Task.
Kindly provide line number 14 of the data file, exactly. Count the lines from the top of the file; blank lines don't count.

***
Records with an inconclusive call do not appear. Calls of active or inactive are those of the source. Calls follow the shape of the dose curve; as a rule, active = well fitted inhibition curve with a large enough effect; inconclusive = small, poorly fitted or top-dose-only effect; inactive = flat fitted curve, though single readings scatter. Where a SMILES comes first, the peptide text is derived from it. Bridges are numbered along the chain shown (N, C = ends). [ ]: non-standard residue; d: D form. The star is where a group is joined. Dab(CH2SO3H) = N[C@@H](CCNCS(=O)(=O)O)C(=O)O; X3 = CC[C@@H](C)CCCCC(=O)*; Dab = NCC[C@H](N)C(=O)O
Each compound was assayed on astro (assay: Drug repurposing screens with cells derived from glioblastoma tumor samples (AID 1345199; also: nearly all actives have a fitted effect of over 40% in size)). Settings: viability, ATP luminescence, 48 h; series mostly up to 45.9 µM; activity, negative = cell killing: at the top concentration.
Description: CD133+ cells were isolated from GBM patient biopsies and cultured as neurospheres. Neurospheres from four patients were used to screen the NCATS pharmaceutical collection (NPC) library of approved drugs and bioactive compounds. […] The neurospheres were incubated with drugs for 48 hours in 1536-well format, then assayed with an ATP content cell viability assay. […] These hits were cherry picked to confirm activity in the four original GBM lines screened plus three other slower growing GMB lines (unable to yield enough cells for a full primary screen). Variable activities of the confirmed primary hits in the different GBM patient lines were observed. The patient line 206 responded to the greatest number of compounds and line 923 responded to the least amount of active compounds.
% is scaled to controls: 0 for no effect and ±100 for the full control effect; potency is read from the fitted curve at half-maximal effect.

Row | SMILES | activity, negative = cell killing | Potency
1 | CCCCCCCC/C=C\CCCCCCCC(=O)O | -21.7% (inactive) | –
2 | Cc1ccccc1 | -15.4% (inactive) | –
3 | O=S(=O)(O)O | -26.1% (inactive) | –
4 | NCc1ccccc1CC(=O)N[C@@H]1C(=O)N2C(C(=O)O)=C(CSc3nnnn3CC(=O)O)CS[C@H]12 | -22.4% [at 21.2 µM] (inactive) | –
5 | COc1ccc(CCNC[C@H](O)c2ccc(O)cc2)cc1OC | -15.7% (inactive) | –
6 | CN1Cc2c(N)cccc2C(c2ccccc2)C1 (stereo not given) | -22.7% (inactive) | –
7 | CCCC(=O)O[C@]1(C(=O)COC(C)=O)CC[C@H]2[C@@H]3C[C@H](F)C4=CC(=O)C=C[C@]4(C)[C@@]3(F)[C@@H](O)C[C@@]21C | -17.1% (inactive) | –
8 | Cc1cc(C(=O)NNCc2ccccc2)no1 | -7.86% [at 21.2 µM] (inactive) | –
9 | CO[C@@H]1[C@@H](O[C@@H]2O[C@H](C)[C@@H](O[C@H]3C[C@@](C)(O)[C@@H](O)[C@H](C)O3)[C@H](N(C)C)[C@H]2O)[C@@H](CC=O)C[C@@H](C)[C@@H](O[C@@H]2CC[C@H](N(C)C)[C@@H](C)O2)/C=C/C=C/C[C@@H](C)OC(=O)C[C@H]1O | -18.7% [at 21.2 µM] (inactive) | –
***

9 | CO[C@@H]1[C@@H](O[C@@H]2O[C@H](C)[C@@H](O[C@H]3C[C@@](C)(O)[C@@H](O)[C@H](C)O3)[C@H](N(C)C)[C@H]2O)[C@@H](CC=O)C[C@@H](C)[C@@H](O[C@@H]2CC[C@H](N(C)C)[C@@H](C)O2)/C=C/C=C/C[C@@H](C)OC(=O)C[C@H]1O | -18.7% [at 21.2 µM] (inactive) | –